Brent councillor vows to ‘embrace all Europeans’ after report suggests rise of xenophobia within British schools following Brexit vote
- Credit: Supplied
A senior Brent councillor said the council will “continue to embrace” everyone in the borough after a nationwide report highlighted the scale of xenophobia at schools following the EU referendum.
The study, led by the University of Strathclyde, surveyed more than 1,200 people aged 12 to 18 who had moved to the UK as young children.
Most of those interviewed were from Poland, Lithuania or Romania.
It found that three-quarters had experienced some form of racism or xenophobia following the Brexit vote in June 2016, while 27 per cent of respondents felt "scared" about what the future holds.
Cllr Tom Miller, responsible for community safety and engagement at Brent Council, suggested this is not a situation he wants to see in north-west London.
You may also want to watch:
He said: "We have a proud history of welcoming people from all over the world to Brent.
"Earlier this year we set out our Stronger Communities Strategy, committing to increasing support for new and emerging groups, including Eastern Europeans, in the borough.
- 1 Man rushed to hospital after shooting in Dudden Hill
- 2 Person dies after being 'injured by a train' at Wembley station
- 3 Police 'determined' to find Wembley man who failed to appear at court
- 4 Man arrested following shooting in Kingsbury
- 5 Kingsbury teen appears in court charged with Brent Cross fatal stabbing
- 6 Wembley attacker draws large knife after being chased by victims
- 7 Teen charged with killing 21-year-old man in Brent Cross
- 8 Man appears in court charged with the murder of Michael Fadayomi in Willesden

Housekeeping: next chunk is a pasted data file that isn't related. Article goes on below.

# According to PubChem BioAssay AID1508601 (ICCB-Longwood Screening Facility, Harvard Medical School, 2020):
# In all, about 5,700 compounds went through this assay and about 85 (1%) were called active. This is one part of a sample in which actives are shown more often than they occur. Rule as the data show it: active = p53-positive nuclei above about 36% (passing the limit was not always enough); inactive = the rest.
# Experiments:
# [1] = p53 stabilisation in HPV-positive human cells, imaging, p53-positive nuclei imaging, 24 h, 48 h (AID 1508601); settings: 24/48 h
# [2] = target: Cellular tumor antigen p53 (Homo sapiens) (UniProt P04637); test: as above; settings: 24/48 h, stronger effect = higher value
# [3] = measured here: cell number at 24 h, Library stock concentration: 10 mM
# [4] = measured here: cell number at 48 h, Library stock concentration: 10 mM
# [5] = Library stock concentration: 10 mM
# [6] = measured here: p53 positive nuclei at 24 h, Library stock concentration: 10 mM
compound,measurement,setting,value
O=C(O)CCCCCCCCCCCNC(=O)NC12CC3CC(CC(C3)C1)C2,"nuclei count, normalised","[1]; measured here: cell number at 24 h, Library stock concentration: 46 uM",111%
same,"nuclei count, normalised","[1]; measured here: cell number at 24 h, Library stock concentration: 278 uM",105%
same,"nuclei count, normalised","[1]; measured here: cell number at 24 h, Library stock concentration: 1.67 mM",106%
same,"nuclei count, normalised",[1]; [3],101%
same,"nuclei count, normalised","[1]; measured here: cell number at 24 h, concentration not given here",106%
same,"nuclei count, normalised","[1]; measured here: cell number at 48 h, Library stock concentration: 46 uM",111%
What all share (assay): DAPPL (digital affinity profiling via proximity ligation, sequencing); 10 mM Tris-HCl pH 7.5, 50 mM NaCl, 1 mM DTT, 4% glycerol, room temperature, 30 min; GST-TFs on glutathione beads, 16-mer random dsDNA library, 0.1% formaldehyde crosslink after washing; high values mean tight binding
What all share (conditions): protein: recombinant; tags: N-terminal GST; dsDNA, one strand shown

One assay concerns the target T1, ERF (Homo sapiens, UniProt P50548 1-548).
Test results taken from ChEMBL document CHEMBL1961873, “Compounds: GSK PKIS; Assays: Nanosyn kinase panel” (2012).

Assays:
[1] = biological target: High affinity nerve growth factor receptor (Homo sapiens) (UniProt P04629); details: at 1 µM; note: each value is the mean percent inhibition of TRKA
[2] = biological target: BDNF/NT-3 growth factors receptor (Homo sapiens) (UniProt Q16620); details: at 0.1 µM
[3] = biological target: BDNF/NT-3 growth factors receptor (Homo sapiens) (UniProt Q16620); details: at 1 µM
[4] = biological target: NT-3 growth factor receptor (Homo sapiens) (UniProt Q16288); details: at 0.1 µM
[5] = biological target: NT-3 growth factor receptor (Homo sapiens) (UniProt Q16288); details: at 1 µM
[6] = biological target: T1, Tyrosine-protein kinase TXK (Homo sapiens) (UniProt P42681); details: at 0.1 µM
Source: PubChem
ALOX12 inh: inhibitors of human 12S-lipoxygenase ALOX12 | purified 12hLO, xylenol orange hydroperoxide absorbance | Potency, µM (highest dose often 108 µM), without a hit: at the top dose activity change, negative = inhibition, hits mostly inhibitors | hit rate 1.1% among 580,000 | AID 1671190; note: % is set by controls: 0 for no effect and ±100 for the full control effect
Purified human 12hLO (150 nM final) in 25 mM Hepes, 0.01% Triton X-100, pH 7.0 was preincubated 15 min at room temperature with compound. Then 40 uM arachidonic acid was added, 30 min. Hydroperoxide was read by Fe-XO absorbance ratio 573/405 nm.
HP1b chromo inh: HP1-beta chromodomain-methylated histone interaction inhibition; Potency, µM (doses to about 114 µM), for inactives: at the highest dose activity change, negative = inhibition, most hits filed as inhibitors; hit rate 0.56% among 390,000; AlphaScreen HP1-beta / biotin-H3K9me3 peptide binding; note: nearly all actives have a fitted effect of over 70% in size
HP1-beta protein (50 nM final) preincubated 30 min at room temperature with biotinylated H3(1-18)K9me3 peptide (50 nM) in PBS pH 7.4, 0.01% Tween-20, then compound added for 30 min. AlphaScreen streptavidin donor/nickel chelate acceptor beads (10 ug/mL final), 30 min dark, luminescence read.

- 9 Two men charged after police find 'gun, cash and drugs' in Brent Cross flat
- 10 Brent Cross Shopping Centre stabbing victim named
"Regardless of Brexit, we continue to embrace all Europeans that have made Brent their home as our friends and neighbours."
Some of those who took part in the study told researchers they had been verbally and physically abused for speaking their own language in public places.
One participant said: "At my last school, someone made xenophobic comments about my nationality and tried to burn my hair.
"Last year, in my current school, a group followed me around chanting 'UKIP' and that I should f**k off back to my country."
Brent is home to 67,000 EU nationals - the highest of any London borough - and neighbouring Harrow is thought to have the largest Romanian population in Britain.
In March, Harrow Council held a Q&A session for Romanians living in the borough to reassure them about the impact of the UK leaving the EU.
Cllr Graham Henson, that council's leader, said one of the council's roles is to "engage with as many residents as possible" and said he was "proud to have built such a close relationship with the borough's Romanian community".
Since the EU referendum, police have recorded 1,962 racist and religious hate crimes in Brent and 988 in Harrow.